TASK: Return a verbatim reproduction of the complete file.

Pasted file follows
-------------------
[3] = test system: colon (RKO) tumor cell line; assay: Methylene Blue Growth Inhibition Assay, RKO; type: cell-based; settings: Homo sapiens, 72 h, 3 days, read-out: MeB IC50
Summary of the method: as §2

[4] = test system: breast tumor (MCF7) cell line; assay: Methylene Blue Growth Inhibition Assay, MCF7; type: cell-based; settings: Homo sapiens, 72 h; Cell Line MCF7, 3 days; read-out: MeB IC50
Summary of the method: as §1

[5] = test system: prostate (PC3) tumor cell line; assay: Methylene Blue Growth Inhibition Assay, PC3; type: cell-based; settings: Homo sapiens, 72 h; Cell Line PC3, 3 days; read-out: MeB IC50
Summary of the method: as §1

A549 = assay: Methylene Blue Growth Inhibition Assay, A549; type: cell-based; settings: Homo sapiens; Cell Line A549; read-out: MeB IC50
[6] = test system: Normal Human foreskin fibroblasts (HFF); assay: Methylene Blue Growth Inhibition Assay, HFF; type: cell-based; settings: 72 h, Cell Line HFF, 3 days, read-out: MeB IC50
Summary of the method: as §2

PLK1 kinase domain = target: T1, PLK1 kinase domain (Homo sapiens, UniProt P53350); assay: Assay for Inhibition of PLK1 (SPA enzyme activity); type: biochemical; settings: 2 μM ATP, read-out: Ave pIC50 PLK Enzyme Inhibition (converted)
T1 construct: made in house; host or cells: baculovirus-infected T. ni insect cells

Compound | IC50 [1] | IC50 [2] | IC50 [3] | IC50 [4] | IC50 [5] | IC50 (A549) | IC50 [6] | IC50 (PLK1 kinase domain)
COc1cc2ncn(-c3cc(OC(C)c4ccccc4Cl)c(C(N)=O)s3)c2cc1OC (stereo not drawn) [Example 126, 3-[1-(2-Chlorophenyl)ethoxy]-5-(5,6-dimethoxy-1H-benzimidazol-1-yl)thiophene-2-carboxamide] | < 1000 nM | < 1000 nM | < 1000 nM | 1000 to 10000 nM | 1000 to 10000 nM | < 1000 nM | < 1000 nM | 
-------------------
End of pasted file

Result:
[3] = test system: colon (RKO) tumor cell line; assay: Methylene Blue Growth Inhibition Assay, RKO; type: cell-based; settings: Homo sapiens, 72 h, 3 days, read-out: MeB IC50
Summary of the method: as §2

[4] = test system: breast tumor (MCF7) cell line; assay: Methylene Blue Growth Inhibition Assay, MCF7; type: cell-based; settings: Homo sapiens, 72 h; Cell Line MCF7, 3 days; read-out: MeB IC50
Summary of the method: as §1

[5] = test system: prostate (PC3) tumor cell line; assay: Methylene Blue Growth Inhibition Assay, PC3; type: cell-based; settings: Homo sapiens, 72 h; Cell Line PC3, 3 days; read-out: MeB IC50
Summary of the method: as §1

A549 = assay: Methylene Blue Growth Inhibition Assay, A549; type: cell-based; settings: Homo sapiens; Cell Line A549; read-out: MeB IC50
[6] = test system: Normal Human foreskin fibroblasts (HFF); assay: Methylene Blue Growth Inhibition Assay, HFF; type: cell-based; settings: 72 h, Cell Line HFF, 3 days, read-out: MeB IC50
Summary of the method: as §2

PLK1 kinase domain = target: T1, PLK1 kinase domain (Homo sapiens, UniProt P53350); assay: Assay for Inhibition of PLK1 (SPA enzyme activity); type: biochemical; settings: 2 μM ATP, read-out: Ave pIC50 PLK Enzyme Inhibition (converted)
T1 construct: made in house; host or cells: baculovirus-infected T. ni insect cells

Compound | IC50 [1] | IC50 [2] | IC50 [3] | IC50 [4] | IC50 [5] | IC50 (A549) | IC50 [6] | IC50 (PLK1 kinase domain)
COc1cc2ncn(-c3cc(OC(C)c4ccccc4Cl)c(C(N)=O)s3)c2cc1OC (stereo not drawn) [Example 126, 3-[1-(2-Chlorophenyl)ethoxy]-5-(5,6-dimethoxy-1H-benzimidazol-1-yl)thiophene-2-carboxamide] | < 1000 nM | < 1000 nM | < 1000 nM | 1000 to 10000 nM | 1000 to 10000 nM | < 1000 nM | < 1000 nM | 